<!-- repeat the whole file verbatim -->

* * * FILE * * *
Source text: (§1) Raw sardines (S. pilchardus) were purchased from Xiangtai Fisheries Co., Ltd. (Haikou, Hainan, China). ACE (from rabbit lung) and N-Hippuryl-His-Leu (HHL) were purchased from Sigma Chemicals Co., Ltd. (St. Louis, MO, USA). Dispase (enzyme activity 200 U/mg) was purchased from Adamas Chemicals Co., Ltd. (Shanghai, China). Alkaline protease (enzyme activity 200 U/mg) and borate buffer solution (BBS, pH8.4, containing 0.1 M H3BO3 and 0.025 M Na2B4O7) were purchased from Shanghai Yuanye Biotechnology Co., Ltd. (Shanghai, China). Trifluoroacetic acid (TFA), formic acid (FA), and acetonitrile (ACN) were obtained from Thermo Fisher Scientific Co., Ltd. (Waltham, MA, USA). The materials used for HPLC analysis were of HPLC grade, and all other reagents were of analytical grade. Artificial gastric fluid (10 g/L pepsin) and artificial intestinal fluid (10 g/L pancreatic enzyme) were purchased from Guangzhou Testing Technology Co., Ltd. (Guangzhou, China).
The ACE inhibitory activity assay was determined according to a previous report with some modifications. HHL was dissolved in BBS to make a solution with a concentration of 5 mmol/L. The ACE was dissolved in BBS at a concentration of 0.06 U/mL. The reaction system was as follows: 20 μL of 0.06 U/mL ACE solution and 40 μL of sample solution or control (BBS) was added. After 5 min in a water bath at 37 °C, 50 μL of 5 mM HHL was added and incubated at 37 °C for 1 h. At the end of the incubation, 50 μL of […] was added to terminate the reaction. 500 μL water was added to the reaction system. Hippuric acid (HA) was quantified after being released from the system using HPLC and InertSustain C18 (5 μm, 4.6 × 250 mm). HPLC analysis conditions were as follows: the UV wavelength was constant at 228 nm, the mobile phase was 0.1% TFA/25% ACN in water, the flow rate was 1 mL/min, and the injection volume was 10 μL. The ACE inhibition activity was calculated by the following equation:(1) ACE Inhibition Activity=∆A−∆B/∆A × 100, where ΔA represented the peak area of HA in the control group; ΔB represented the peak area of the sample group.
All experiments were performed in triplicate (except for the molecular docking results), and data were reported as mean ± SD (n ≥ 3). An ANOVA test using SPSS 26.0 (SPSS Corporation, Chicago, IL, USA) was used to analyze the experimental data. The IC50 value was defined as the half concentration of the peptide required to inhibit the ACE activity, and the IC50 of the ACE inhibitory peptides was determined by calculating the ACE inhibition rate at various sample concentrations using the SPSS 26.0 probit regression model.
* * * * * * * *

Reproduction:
Source text: (§1) Raw sardines (S. pilchardus) were purchased from Xiangtai Fisheries Co., Ltd. (Haikou, Hainan, China). ACE (from rabbit lung) and N-Hippuryl-His-Leu (HHL) were purchased from Sigma Chemicals Co., Ltd. (St. Louis, MO, USA). Dispase (enzyme activity 200 U/mg) was purchased from Adamas Chemicals Co., Ltd. (Shanghai, China). Alkaline protease (enzyme activity 200 U/mg) and borate buffer solution (BBS, pH8.4, containing 0.1 M H3BO3 and 0.025 M Na2B4O7) were purchased from Shanghai Yuanye Biotechnology Co., Ltd. (Shanghai, China). Trifluoroacetic acid (TFA), formic acid (FA), and acetonitrile (ACN) were obtained from Thermo Fisher Scientific Co., Ltd. (Waltham, MA, USA). The materials used for HPLC analysis were of HPLC grade, and all other reagents were of analytical grade. Artificial gastric fluid (10 g/L pepsin) and artificial intestinal fluid (10 g/L pancreatic enzyme) were purchased from Guangzhou Testing Technology Co., Ltd. (Guangzhou, China).
The ACE inhibitory activity assay was determined according to a previous report with some modifications. HHL was dissolved in BBS to make a solution with a concentration of 5 mmol/L. The ACE was dissolved in BBS at a concentration of 0.06 U/mL. The reaction system was as follows: 20 μL of 0.06 U/mL ACE solution and 40 μL of sample solution or control (BBS) was added. After 5 min in a water bath at 37 °C, 50 μL of 5 mM HHL was added and incubated at 37 °C for 1 h. At the end of the incubation, 50 μL of […] was added to terminate the reaction. 500 μL water was added to the reaction system. Hippuric acid (HA) was quantified after being released from the system using HPLC and InertSustain C18 (5 μm, 4.6 × 250 mm). HPLC analysis conditions were as follows: the UV wavelength was constant at 228 nm, the mobile phase was 0.1% TFA/25% ACN in water, the flow rate was 1 mL/min, and the injection volume was 10 μL. The ACE inhibition activity was calculated by the following equation:(1) ACE Inhibition Activity=∆A−∆B/∆A × 100, where ΔA represented the peak area of HA in the control group; ΔB represented the peak area of the sample group.
All experiments were performed in triplicate (except for the molecular docking results), and data were reported as mean ± SD (n ≥ 3). An ANOVA test using SPSS 26.0 (SPSS Corporation, Chicago, IL, USA) was used to analyze the experimental data. The IC50 value was defined as the half concentration of the peptide required to inhibit the ACE activity, and the IC50 of the ACE inhibitory peptides was determined by calculating the ACE inhibition rate at various sample concentrations using the SPSS 26.0 probit regression model.